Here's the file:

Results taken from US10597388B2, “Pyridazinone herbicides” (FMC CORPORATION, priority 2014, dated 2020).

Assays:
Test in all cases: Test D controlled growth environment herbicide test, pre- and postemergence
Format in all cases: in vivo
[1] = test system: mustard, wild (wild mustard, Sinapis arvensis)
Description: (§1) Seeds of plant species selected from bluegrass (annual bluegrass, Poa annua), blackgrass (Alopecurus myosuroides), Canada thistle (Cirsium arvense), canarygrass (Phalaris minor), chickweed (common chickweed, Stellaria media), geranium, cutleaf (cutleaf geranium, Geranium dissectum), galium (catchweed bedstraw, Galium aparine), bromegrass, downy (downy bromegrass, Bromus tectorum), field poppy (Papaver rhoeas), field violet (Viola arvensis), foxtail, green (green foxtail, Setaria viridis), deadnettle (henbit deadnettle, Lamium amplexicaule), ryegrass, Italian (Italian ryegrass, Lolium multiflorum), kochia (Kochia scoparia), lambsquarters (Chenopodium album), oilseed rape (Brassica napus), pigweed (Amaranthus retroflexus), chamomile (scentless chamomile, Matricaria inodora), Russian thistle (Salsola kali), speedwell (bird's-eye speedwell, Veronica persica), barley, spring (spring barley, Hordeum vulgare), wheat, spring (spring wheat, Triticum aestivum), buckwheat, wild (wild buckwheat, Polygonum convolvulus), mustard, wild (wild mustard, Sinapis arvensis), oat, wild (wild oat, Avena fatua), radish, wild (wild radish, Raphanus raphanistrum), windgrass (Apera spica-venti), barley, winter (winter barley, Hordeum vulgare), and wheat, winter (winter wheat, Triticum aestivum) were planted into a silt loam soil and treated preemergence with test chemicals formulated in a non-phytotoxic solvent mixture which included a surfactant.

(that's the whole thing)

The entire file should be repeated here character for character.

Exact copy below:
Results taken from US10597388B2, “Pyridazinone herbicides” (FMC CORPORATION, priority 2014, dated 2020).

Assays:
Test in all cases: Test D controlled growth environment herbicide test, pre- and postemergence
Format in all cases: in vivo
[1] = test system: mustard, wild (wild mustard, Sinapis arvensis)
Description: (§1) Seeds of plant species selected from bluegrass (annual bluegrass, Poa annua), blackgrass (Alopecurus myosuroides), Canada thistle (Cirsium arvense), canarygrass (Phalaris minor), chickweed (common chickweed, Stellaria media), geranium, cutleaf (cutleaf geranium, Geranium dissectum), galium (catchweed bedstraw, Galium aparine), bromegrass, downy (downy bromegrass, Bromus tectorum), field poppy (Papaver rhoeas), field violet (Viola arvensis), foxtail, green (green foxtail, Setaria viridis), deadnettle (henbit deadnettle, Lamium amplexicaule), ryegrass, Italian (Italian ryegrass, Lolium multiflorum), kochia (Kochia scoparia), lambsquarters (Chenopodium album), oilseed rape (Brassica napus), pigweed (Amaranthus retroflexus), chamomile (scentless chamomile, Matricaria inodora), Russian thistle (Salsola kali), speedwell (bird's-eye speedwell, Veronica persica), barley, spring (spring barley, Hordeum vulgare), wheat, spring (spring wheat, Triticum aestivum), buckwheat, wild (wild buckwheat, Polygonum convolvulus), mustard, wild (wild mustard, Sinapis arvensis), oat, wild (wild oat, Avena fatua), radish, wild (wild radish, Raphanus raphanistrum), windgrass (Apera spica-venti), barley, winter (winter barley, Hordeum vulgare), and wheat, winter (winter wheat, Triticum aestivum) were planted into a silt loam soil and treated preemergence with test chemicals formulated in a non-phytotoxic solvent mixture which included a surfactant.